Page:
Climbing Folklore S19


Sam Drew, Olivia Hunter, Angela Liu, and Kelly Peterec chose to examine the folklore within the Dartmouth rock climbing community. Within Dartmouth there is a rich culture of climbing within the established Dartmouth Climbing Team, Dartmouth Mountaineering Club (DMC), and the Dartmouth Outing Club (DOC); beyond Dartmouth there is a tight-knit and relatively small international climbing community that stays connected through social media, climbing together, and competitions. The folklore collected falls into three major categories: DMC-specific, climbing vernacular, and climbing status symbols. Of the climbing vernacular and the status symbols, most of them were North American-specific although climbing vernacular is present in many languages and some status symbols, like calluses, transcend international boundaries. In general, we found that the folklore we examined functioned within the folk group by reinforcing group identity and values, by establishing a social hierarchy, and as a means of fun. Eight members of the Dartmouth climbing community were interviewed to produce 12 items of climbing folklore. The folklore is described below as accurately as possible according to the interviews conducted.

Climbing Background: 

For someone with no background in climbing, some of the things described in this archive may seem strange or unfamiliar. In order to help acquaint readers, we have included a brief description of what rock climbing is.

Climbing can occur indoors or outdoors. Indoor climbing is done in gyms and outdoor climbing is done on mountains, cliffs, and crags. There are two main categories of climbing both indoors and outdoors: bouldering or belayed climbing (climbing with ropes). Bouldering involves climbing a short height without the use of any ropes. Ample padding is usually provided so that falls from these short heights can be done without injuring anyone. Belayed climbing involves a roped pulley system. Essentially the climber wears a harness with a rope attached, that rope goes through an anchor in the wall, and then is attached to another person who is also wearing a harness. This second person is called a belayer and it’s their job to watch the person climbing and prevent them from falling by adjusting the amount of rope the climber has and keeping one firm hand on the rope at all times. Climbs involving ropes are done at higher heights, so the ropes are necessary to catch any climber who may fall to prevent injury. Because climbing is a relatively dangerous sport, with many opportunities for people to fall, it’s a very social sport. Most climbers will not climb by themselves, even when they boulder, and prefer to have someone with them in case of injury. Climbers don’t usually climb any random mountain or hand holds in a gym; instead, every climb in every gym or outdoors area is marked and archived online and assigned a grade to denote its difficulty.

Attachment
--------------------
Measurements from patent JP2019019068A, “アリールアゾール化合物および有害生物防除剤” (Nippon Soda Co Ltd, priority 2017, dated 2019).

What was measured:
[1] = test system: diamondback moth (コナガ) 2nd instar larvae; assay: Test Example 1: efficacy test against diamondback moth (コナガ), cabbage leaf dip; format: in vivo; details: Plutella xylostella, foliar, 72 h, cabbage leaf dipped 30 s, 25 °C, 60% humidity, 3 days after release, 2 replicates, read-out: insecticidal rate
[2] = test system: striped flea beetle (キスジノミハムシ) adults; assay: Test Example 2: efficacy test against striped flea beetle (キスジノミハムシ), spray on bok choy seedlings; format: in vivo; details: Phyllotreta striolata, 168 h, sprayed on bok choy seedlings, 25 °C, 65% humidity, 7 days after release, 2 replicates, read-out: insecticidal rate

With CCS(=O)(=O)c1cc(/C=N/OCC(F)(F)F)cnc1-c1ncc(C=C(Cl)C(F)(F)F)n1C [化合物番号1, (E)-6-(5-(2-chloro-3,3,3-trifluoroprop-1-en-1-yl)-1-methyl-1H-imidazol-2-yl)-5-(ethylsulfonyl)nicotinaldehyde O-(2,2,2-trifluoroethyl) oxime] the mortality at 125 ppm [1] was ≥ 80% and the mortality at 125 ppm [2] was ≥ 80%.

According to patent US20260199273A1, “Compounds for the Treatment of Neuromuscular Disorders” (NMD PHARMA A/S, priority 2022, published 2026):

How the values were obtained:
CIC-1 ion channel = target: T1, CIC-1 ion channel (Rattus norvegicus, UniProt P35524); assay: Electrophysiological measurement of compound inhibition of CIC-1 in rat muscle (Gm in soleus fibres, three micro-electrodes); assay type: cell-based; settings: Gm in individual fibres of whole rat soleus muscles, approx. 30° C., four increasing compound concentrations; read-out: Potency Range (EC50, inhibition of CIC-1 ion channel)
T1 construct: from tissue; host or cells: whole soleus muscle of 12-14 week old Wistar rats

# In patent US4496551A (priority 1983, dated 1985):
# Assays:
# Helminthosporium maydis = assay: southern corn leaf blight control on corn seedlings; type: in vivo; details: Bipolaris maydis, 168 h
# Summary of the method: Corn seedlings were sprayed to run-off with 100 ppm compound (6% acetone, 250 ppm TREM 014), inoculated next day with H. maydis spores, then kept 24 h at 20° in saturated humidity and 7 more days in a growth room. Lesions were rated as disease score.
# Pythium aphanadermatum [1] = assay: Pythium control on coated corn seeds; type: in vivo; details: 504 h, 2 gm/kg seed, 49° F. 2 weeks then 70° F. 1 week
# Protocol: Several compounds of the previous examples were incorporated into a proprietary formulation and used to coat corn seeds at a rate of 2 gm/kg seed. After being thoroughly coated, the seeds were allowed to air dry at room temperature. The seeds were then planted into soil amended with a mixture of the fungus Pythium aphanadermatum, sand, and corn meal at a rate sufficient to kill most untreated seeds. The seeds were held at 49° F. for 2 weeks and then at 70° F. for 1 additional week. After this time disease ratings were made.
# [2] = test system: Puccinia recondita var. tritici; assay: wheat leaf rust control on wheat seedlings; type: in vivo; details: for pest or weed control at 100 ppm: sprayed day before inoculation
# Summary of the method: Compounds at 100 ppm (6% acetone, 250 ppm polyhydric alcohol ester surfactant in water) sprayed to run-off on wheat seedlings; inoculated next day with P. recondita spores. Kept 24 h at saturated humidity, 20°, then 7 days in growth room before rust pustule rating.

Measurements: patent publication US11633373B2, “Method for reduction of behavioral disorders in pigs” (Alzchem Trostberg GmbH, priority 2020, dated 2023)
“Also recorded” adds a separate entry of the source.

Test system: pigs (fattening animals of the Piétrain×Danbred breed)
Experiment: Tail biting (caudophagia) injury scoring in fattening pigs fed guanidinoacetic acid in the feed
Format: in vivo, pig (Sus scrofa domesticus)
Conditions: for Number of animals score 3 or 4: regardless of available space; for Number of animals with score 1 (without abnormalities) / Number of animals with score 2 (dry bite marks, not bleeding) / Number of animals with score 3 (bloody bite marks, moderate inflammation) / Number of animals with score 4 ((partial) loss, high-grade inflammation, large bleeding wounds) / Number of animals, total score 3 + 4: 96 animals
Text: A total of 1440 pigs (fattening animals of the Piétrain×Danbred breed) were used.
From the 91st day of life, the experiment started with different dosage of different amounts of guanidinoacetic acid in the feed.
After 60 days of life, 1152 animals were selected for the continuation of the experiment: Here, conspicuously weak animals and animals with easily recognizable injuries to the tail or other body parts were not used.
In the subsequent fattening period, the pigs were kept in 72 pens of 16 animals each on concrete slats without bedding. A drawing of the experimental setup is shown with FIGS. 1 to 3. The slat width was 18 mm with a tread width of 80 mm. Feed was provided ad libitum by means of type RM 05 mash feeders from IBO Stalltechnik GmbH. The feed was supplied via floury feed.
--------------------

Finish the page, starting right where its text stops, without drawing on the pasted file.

• Olivia Hunter
  • Sam Drew
  • Kelly Peterec
  • Angela Liu


  • Vernacular folklore
  • Polymodal folklore
  • Customary folklore
  • Legends
  • Status Symbols
  • Music Folklore